Rule 18 applies between boats when they are required to leave a mark on the same side and at least one of them is in the zone. However, it does not apply
(a) between boats on opposite tacks on a beat to windward,
(b) between boats on opposite tacks when the proper course at the mark for one but not both of them is to tack,
(c) between a boat approaching a mark and one leaving it, or
(d) if the mark is a continuing obstruction, in which case rule 19 applies.
18.2 Giving Mark-Room
(a) When boats are overlapped the outside boat shall give the inside boat mark-room, unless rule 18.2(b) applies.
(b) If boats are overlapped when the first of them reaches the zone, the outside boat at that moment shall thereafter give the inside boat mark-room. If a boat is clear ahead when she reaches the zone, the boat clear astern at that moment shall thereafter give her mark-room.
(c) When a boat is required to give mark-room by rule 18.2(b),
(1) she shall continue to do so even if later an overlap is broken or a new overlap begins;
(2) if she becomes overlapped inside the boat entitled to mark-room, she shall also give that boat room to sail her proper course while they remain overlapped.
However, if the boat entitled to mark-room passes head to wind or leaves the zone, rule 18.2(b) ceases to apply.
(d) If there is reasonable doubt that a boat obtained or broke an overlap in time, it shall be presumed that she did not.
(e) If a boat obtained an inside overlap from clear astern or by tacking to windward of the other boat and, from the time the
overlap began, the outside boat has been unable to give mark-room, she is not required to give it.
18.3 Tacking in the Zone
If a boat in the zone passes head to wind and is then on the same tack as a boat that is fetching the mark, rule 18.2 does not thereafter apply between them. The boat that changed tack
(a) shall not cause the other boat to sail above close-hauled to avoid contact or prevent the other boat from passing the mark
on the required side, and
(b) shall give mark-room if the other boat becomes overlapped inside her.
When an inside overlapped right-of-way boat must gybe at a mark to sail her proper course, until she gybes she shall sail no farther from the mark than needed to sail that course. Rule 18.4 does not apply at a gate mark.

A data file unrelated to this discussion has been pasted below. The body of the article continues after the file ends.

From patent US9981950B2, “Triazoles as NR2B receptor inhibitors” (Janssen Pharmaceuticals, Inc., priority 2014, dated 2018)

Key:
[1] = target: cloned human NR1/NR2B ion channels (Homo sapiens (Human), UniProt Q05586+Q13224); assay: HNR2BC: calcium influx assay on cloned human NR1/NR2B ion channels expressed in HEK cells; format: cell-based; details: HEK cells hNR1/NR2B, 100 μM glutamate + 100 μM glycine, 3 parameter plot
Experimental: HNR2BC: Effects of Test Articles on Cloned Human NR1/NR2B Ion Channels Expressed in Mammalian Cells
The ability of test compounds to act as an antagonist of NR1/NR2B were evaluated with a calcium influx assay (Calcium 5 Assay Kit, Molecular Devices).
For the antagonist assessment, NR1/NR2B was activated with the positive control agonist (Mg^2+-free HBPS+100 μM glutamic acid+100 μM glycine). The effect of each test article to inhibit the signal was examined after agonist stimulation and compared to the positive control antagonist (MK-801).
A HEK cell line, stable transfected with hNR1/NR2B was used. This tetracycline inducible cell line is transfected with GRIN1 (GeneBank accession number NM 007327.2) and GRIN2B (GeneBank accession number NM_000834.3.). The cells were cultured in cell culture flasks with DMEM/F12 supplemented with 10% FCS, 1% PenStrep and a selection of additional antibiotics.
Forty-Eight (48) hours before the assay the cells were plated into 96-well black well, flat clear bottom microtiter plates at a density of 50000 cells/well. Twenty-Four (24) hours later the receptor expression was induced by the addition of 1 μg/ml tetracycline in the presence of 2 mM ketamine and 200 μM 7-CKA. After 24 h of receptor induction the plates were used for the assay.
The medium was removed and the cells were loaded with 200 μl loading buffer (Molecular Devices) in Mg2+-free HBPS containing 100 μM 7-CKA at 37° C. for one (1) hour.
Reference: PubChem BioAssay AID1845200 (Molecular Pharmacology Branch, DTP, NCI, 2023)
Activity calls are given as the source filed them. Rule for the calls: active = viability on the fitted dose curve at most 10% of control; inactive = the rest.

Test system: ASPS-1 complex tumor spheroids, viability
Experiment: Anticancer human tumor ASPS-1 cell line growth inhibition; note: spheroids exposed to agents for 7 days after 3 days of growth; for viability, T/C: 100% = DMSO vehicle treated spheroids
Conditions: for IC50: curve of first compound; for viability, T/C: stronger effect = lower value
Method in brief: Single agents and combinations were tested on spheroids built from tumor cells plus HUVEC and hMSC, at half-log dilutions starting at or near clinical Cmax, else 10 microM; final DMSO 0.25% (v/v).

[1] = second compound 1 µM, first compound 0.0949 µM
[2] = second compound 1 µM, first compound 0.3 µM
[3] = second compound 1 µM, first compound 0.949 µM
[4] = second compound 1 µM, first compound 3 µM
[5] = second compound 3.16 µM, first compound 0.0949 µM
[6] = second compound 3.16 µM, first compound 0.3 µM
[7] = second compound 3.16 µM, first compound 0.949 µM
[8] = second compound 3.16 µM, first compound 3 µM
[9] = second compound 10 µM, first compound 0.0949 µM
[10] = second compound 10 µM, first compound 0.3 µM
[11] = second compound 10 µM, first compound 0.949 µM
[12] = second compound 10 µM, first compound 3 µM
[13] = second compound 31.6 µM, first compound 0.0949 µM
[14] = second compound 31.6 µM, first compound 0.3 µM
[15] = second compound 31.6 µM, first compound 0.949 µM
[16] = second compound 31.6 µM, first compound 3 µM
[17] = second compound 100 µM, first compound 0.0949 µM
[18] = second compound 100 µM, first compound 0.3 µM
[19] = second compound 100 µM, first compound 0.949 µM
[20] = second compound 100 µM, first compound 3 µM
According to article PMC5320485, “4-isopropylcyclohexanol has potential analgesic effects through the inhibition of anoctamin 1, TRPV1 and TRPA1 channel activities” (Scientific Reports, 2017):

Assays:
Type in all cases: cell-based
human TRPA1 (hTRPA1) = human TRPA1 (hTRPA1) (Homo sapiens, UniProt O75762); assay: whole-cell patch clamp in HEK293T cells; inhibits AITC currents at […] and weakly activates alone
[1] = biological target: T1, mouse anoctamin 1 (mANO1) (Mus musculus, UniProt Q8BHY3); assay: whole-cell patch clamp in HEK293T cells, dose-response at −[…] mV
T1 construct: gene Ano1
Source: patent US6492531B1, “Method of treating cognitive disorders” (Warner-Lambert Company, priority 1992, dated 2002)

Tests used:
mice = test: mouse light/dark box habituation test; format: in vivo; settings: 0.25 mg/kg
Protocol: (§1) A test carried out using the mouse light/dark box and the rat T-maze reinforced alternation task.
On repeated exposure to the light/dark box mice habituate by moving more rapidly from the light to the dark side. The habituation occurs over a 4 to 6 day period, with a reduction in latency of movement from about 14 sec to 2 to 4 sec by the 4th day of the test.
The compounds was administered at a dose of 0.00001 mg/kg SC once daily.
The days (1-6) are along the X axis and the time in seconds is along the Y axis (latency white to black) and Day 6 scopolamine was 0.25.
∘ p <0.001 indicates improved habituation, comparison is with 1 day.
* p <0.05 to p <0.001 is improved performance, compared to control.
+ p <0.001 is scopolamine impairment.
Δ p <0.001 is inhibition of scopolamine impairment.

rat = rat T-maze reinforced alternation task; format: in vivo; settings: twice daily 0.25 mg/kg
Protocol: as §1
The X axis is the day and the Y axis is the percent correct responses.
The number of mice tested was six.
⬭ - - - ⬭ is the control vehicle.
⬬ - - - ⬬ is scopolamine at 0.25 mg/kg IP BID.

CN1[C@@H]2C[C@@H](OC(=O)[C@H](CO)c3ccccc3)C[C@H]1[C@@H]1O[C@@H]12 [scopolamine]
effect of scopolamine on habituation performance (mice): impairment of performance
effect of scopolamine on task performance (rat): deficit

19 ROOM TO PASS AN OBSTRUCTION
19.1 When Rule 19 Applies
Rule 19 applies between boats at an obstruction except when it is also a mark the boats are required to leave on the same side. However, at a continuing obstruction, rule 19 always applies and rule 18 does not.
19.2 Giving Room at an Obstruction
(a) A right-of-way boat may choose to pass an obstruction on either side.
(b) When boats are overlapped, the outside boat shall give the inside boat room between her and the obstruction, unless she
has been unable to do so from the time the overlap began.
(c) While boats are passing a continuing obstruction, if a boat that was clear astern and required to keep clear becomes overlapped between the other boat and the obstruction and, at the moment the overlap begins, there is not room for her to
pass between them, she is not entitled to room under rule 19.2(b). While the boats remain overlapped, she shall keep
clear and rules 10 and 11 do not apply.
20 ROOM TO TACK AT AN OBSTRUCTION
When approaching an obstruction, a boat may hail for room to tack and avoid a boat on the same tack.
However, she shall not hail if
(a) she can avoid the obstruction safely without making a substantial course change,
(b) she is sailing below close-hauled, or
(c) the obstruction is a mark and a boat that is fetching it would be required to respond and change course.
(a) After a boat hails, she shall give the hailed boat time to respond.
(b) The hailed boat shall respond even if the hail breaks rule 20.1.
(c) The hailed boat shall respond either by tacking as soon as possible, or by immediately replying ‘You tack’ and then
giving the hailing boat room to tack and avoid her.
(d) When the hailed boat responds, the hailing boat shall tack as soon as possible.
(e) From the time a boat hails until she has tacked and avoided the hailed boat, rule 18.2 does not apply between them.
20.3 Passing On a Hail to an Additional Boat
When a boat has been hailed for room to tack and she intends to respond by tacking, she may hail another boat on the same tack for room to tack and avoid her. She may hail even if her hail does not meet the conditions of rule 20.1. Rule 20.2 applies between her and the boat she hails.
When a boat is sailing within the room or mark-room to which she is entitled under a rule of Section C, she shall be exonerated if, in an incident with a boat required to give her that room or mark-room,
(a) she breaks a rule of Section A, rule 15 or rule 16, or
(b) she is compelled to break rule 31.